Local Species: Green Sea Urchin

This post is part of an occasional series on local marine species compiled by New England Aquarium aquarist Peter Gawne. Unless otherwise noted, all photos are Peter's. When he's not diving locally for these posts or researching coral reefs in Belize, Peter takes care of the touch tank's sharks and rays and the jellies exhibit. Today's post focuses on a local tidepool regular.

Green sea urchin (Strongylocentrus droebachiensis)

Green sea urchins are members of the phylum Echinodermata, and the order Echinoida. The phylum Echinodermata also includes sea stars, sea biscuits, and sea cucumbers.  Members of this phylum are named for their spiny shell from the Greek ekhînos, “hedgehog,” and dérma “skin.”

The green sea urchins’ body plan, while typical for their phylum, remains highly unusual when compared to other species in the animal kingdom. Sea urchins have five-fold symmetry, called pentamerism, with five equally sized parts radiating from a central axis. The animal is covered by hundreds of sharp protective spines that are interspersed with projecting suction-cups, called tube feet. To move, sea urchins utilize both their spines and tube feet to pull their body across the sea floor.
A green urchin on exhibit at the Aquarium

The lower portion of the sea urchin, the part in contact with the sea floor, is referred to as the oral 
surface because it contains the mouth. The mouth is centrally located, and has five tooth-like structures, which are comprised of a mosaic of two different kinds of calcite crystals: fibers and curved plates. The crystals are arranged crosswise to one another, and bound together with an incredibly hard cement of calcite nanoparticles. Between the crystals are layers of weaker organic material. These weak spots may allow parts of the teeth to tear away, shedding worn or damaged areas and exposing a new, sharper edge. Sea urchin teeth grow constantly, so this process allows them to consistently have sharp teeth. Many sea urchins bore through rock and other hard substances, so well-honed teeth are essential. 
Green sea urchin jaws are centrally located in a fleshy mouth, surrounded by short spines and numerous tube feet.

Sea urchins use these strong teeth to eat a variety of food sources. Most sea urchins, green urchin included, are voracious herbivores. Sea urchins in general can be ravenous in their pursuit of plant material for energy. Large aggregations of sea urchins sweep through undersea kelp forests and algae-rich areas, consuming all available material. The urchins’ powerful teeth scrape rock and stone, often removing the very last traces of kelp and algae in the environment, leaving little or nothing to regrow. Such devastated areas are referred to as “urchin barrens” due of the lack of life left in their wake.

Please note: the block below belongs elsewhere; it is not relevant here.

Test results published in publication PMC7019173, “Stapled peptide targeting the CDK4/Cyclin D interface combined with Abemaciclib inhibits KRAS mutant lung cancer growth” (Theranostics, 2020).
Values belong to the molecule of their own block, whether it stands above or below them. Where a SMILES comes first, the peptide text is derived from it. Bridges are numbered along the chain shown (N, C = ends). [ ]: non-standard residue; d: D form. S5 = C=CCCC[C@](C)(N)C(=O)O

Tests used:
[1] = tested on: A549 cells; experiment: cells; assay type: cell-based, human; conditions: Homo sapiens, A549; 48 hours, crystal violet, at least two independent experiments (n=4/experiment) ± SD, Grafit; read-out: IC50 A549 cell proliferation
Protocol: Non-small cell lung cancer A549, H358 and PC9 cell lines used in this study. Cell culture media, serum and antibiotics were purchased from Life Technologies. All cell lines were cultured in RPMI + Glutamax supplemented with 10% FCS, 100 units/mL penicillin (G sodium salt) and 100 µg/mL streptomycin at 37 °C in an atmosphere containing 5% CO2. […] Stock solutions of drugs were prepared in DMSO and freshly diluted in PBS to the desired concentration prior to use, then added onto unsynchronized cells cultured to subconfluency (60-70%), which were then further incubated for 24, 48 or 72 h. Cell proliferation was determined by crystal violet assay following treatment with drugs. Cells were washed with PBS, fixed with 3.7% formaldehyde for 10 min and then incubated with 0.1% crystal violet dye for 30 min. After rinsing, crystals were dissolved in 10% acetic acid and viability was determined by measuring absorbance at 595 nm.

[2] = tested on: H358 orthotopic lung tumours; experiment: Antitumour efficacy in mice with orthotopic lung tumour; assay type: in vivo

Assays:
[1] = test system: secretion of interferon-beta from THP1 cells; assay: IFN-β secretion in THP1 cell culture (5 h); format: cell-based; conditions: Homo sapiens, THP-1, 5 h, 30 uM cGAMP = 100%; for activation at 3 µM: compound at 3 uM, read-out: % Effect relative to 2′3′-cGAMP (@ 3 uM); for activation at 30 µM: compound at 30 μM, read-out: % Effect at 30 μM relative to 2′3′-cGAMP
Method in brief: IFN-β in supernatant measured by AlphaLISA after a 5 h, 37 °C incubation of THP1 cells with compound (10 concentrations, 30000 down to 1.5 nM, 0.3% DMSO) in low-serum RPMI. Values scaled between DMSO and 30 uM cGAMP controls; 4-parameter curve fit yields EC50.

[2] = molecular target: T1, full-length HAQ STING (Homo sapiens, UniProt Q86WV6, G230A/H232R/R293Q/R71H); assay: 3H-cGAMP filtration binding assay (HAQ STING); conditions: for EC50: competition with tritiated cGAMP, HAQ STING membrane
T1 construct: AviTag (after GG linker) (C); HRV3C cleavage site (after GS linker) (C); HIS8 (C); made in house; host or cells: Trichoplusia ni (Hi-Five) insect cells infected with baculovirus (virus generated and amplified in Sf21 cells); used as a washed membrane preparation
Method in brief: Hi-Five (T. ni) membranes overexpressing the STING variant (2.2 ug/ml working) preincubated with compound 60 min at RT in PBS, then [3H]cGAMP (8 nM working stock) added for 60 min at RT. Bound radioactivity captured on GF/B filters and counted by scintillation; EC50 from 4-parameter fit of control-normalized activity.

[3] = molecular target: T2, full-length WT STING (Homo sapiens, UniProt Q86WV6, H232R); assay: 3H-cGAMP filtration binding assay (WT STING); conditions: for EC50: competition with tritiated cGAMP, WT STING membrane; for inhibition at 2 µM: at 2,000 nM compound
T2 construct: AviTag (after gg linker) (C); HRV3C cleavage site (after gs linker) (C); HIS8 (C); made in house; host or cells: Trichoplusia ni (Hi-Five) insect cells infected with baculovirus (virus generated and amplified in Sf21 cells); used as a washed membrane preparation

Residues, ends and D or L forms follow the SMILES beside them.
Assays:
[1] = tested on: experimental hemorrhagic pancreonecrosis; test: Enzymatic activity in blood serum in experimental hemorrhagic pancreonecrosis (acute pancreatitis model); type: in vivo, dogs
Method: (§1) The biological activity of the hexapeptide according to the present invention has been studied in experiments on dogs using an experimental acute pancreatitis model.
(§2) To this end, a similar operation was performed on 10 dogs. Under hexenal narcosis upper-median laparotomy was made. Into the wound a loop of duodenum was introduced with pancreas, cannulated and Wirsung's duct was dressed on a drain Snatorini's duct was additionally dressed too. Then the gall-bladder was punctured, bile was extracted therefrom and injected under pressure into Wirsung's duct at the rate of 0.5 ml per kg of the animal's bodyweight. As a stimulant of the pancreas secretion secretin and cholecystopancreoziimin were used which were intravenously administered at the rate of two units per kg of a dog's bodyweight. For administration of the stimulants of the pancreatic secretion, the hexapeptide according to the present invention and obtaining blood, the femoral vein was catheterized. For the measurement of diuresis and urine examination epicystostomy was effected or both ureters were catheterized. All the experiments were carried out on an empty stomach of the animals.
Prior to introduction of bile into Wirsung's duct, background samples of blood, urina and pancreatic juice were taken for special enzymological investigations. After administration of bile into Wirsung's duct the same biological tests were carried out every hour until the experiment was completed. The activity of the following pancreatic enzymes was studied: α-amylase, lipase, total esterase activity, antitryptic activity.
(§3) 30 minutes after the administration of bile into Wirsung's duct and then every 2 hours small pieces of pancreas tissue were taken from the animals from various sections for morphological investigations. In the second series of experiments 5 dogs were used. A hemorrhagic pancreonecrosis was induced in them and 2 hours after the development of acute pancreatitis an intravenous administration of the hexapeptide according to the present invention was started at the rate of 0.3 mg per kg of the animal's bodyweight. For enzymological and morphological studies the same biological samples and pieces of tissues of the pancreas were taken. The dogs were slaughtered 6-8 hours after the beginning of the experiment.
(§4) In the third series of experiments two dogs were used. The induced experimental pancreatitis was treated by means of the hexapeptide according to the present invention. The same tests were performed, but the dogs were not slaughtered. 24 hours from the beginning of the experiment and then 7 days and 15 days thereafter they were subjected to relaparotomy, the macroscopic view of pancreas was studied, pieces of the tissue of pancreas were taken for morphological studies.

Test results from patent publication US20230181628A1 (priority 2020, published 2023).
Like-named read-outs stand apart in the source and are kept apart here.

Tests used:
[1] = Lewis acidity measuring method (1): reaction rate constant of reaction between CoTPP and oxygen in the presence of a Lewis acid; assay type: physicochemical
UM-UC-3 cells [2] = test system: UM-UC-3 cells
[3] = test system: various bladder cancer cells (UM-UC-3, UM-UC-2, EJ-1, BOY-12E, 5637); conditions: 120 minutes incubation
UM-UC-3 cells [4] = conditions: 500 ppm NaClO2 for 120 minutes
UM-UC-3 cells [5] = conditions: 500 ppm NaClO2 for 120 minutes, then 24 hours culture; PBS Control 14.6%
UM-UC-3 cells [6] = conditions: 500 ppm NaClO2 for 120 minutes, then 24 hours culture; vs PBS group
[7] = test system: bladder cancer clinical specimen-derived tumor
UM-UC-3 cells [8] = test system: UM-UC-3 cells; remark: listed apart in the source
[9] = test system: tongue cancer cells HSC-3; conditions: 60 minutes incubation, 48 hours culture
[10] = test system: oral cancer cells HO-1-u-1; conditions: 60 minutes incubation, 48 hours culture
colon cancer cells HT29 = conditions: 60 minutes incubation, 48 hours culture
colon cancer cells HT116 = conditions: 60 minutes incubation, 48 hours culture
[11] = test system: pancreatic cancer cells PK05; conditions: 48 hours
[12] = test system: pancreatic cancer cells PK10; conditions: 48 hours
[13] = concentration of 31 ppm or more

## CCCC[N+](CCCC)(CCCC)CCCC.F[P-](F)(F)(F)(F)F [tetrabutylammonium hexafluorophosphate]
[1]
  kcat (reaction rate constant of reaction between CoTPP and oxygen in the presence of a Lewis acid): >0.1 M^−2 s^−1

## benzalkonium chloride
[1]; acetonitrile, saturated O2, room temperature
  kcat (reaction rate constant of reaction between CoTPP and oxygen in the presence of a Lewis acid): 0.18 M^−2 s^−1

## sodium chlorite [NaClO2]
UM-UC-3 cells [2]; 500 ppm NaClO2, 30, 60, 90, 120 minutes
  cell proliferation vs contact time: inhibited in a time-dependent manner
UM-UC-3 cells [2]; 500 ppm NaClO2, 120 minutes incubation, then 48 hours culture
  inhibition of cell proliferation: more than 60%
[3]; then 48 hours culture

The sea urchin shell is made of calcium carbonate, and its spherical body is protected by hundreds of spines.  Between the spines are tiny suction cups, or tube feet, which are used for locomotion.

Sea urchins are eaten by a variety of predators, including sea stars, crabs, fish, mammals, birds, and even humans. Here in New England, Maine’s green sea urchin fishery accounts for roughly 22% of sea urchin landings in the United States. This fishery, while dating back to as early as 1929, really took off in the mid-1970’s to meet the interest from Japanese markets, where sea urchins are prized for their edible gonads. Sea urchin, or uni as it is known in Japanese cuisine, has a unique flavor. It has the consistency of custard cream, and a flavor that is unmistakably from the ocean.  

Pictured here is a serving of uni offered at a local Cambridge restaurant.

Savoring this delicacy is said to induce euphoria as sea urchin roe contains a neurotransmitter called anandamide – a naturally occurring nerve-signaling molecule. The anandamide molecule’s name is derived from the Sanskrit word ananda, meaning “bliss.” This molecule interacts with a receptor that plays a role in controlling pain, mood, appetite, memory, and fertility. Anandamide is very quickly broken down by the body’s enzymes, explaining why it doesn’t produce a perpetual natural high. 

A 2001 assessment judged the stock status of Maine’s green sea urchins to be 90% down from their virgin, unfished biomass. Fortunately, declines in the biomass estimates appear to have slowed in recent years. Green sea urchin populations are inherently resilient. Each individual produces several million eggs per spawning event, reaches maturity relatively early—at about 5 years, and may live more than 30 years. Finally, the fishery for green sea urchins is accomplished mostly through hand collection by divers, so depths greater than practical on scuba gear act as a reserve for the urchins.

Read previous entries in Peter's series on local species:

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